Perinatal outcome of pregnancies complicated with extreme birth weights at term

Uri Chavkin, Tamar Wainstock, Eyal Sheiner, Ruslan Sergienko, Asnat Walfisch

Research output: Contribution to journalArticlepeer-review

17 Scopus citations

Abstract

Objective: The objective of this study is to investigate whether an abnormal birthweight at term, either small for gestational age (SGA, < 5th centile for gestational age) or large for gestational age (LGA, > 95th centile for gestational age), is a risk factor for perinatal complications as compared with birthweight appropriate for gestational age (AGA). Methods: A population-based retrospective cohort analysis of all singleton pregnancies delivered between 1991 and 2014 at Soroka Medical Center. Congenital malformations and multiple pregnancies were excluded. A multivariable generalized estimating equation regression model was used to control for maternal clusters and other confounders. Results: During the study period, 228,242 births met the inclusion criteria, of them 91% were AGA (n = 207,652), 4.7% SGA, and 4.3% LGA. SGA significantly increased the risk for perinatal mortality (aOR 5.6, 95%CI 4.5–6.8) and low 5-min Apgar scores (aOR 2.2, 95%CI 2.0–2.4), while LGA did not. SGA and LGA were both significant risk factors for cesarean delivery. LGA was significantly associated with shoulder dystocia and post-partum hemorrhage (aOR =13.6, 95%CI 10.9–17.0, and aOR 1.7, 95%CI 1.2–2.6, respectively). Conclusions: Extreme birthweights at term are significantly associated with adverse maternal and neonatal outcomes. As opposed to SGA, LGA is not independently associated with perinatal mortality.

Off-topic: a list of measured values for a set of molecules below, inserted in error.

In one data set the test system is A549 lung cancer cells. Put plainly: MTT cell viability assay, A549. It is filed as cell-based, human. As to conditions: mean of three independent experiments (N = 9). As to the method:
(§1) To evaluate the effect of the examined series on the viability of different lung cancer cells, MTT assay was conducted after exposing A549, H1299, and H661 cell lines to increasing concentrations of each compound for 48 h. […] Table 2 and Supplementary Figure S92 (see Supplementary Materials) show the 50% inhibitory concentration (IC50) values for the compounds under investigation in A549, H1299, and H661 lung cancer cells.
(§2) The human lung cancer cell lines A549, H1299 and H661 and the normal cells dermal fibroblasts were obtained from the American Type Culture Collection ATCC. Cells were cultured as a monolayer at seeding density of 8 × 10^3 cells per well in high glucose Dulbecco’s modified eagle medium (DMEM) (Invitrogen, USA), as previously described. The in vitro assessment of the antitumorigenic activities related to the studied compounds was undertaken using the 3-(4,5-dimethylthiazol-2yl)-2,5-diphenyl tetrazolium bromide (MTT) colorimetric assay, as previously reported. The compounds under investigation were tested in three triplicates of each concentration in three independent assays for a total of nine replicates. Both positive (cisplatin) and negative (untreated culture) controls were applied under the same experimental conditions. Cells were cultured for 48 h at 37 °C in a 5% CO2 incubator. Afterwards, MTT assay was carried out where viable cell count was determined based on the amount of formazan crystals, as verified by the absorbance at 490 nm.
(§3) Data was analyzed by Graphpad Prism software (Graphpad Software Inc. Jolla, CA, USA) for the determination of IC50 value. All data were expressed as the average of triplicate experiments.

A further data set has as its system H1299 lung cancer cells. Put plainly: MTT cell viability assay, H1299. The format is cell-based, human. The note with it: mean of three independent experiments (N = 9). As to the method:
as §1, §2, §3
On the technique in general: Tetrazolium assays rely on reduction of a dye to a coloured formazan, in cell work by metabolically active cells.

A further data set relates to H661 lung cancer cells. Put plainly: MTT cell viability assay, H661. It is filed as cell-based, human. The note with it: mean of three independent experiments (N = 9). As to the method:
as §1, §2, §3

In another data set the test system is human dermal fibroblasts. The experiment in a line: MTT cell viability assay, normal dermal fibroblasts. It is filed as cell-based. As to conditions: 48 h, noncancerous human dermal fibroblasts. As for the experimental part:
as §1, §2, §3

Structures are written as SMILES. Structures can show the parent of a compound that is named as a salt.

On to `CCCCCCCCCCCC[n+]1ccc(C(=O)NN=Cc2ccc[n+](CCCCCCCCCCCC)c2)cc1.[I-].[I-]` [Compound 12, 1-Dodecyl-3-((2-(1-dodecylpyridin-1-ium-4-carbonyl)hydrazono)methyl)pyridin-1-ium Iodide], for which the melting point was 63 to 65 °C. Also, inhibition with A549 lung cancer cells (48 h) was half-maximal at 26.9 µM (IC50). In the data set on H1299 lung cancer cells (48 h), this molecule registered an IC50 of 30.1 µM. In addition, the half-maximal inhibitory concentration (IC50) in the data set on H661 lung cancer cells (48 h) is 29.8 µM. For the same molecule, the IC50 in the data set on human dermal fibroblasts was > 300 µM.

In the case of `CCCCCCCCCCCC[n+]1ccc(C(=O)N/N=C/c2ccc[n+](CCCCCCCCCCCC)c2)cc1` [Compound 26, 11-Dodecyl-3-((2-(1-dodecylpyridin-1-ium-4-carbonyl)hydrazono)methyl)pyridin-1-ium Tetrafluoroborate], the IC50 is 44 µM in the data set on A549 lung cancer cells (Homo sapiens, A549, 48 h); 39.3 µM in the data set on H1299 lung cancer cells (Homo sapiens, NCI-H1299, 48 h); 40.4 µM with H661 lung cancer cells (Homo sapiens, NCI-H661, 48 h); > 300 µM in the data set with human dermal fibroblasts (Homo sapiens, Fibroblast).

Original languageEnglish
Pages (from-to)198-202
Number of pages5
JournalJournal of Maternal-Fetal and Neonatal Medicine
Volume32
Issue number2
DOIs
StatePublished - 17 Jan 2019

Keywords

  • Apgar score
  • cesarean delivery
  • large for gestational age
  • macrosomia
  • perinatal mortality
  • small for gestational age
  • term pregnancy

ASJC Scopus subject areas

  • Pediatrics, Perinatology, and Child Health
  • Obstetrics and Gynecology

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